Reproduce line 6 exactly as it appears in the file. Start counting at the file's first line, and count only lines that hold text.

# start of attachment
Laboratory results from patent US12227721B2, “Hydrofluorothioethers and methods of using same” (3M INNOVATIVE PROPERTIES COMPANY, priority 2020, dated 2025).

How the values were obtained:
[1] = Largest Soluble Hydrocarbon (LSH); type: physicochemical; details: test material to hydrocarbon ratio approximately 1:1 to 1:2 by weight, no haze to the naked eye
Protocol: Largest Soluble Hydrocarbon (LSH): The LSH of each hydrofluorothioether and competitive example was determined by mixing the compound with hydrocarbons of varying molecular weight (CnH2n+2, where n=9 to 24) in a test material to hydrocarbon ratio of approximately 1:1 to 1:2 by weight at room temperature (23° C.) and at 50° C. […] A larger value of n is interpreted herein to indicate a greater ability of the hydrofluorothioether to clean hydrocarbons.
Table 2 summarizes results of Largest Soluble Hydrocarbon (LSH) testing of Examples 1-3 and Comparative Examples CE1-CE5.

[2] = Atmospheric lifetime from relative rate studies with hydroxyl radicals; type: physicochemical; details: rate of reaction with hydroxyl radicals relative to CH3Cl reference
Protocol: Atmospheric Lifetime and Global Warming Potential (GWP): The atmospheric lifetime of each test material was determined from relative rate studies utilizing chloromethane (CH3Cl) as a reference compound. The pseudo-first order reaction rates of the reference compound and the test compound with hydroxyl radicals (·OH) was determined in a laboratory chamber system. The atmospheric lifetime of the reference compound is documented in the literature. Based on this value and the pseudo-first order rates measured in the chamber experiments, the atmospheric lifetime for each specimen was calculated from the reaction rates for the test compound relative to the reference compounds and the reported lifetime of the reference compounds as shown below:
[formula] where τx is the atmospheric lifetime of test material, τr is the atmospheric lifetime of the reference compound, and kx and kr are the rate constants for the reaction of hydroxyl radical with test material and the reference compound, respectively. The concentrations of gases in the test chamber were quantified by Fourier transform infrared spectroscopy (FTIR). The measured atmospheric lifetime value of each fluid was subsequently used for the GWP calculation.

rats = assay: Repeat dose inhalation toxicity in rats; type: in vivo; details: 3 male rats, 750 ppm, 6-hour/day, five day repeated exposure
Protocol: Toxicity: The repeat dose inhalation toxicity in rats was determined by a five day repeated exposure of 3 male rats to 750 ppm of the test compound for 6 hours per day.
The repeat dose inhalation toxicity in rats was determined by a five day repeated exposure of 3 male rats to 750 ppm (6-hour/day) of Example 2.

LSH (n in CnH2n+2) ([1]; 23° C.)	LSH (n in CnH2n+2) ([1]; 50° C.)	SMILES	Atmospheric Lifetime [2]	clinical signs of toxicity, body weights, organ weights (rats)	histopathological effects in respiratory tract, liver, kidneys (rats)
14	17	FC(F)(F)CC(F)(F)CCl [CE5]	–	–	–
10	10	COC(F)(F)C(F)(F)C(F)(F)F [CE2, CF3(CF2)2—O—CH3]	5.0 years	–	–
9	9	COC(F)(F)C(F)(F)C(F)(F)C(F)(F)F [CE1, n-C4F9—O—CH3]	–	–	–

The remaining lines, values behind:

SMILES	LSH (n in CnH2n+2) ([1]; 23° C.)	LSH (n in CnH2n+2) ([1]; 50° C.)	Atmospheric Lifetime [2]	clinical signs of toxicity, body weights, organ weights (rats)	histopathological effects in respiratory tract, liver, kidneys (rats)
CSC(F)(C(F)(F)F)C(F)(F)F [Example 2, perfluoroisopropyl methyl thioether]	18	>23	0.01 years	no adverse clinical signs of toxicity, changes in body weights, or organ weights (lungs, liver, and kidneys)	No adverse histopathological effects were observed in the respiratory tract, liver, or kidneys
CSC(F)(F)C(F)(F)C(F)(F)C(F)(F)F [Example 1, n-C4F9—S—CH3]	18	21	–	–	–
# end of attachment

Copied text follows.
[2] = Atmospheric lifetime from relative rate studies with hydroxyl radicals; type: physicochemical; details: rate of reaction with hydroxyl radicals relative to CH3Cl reference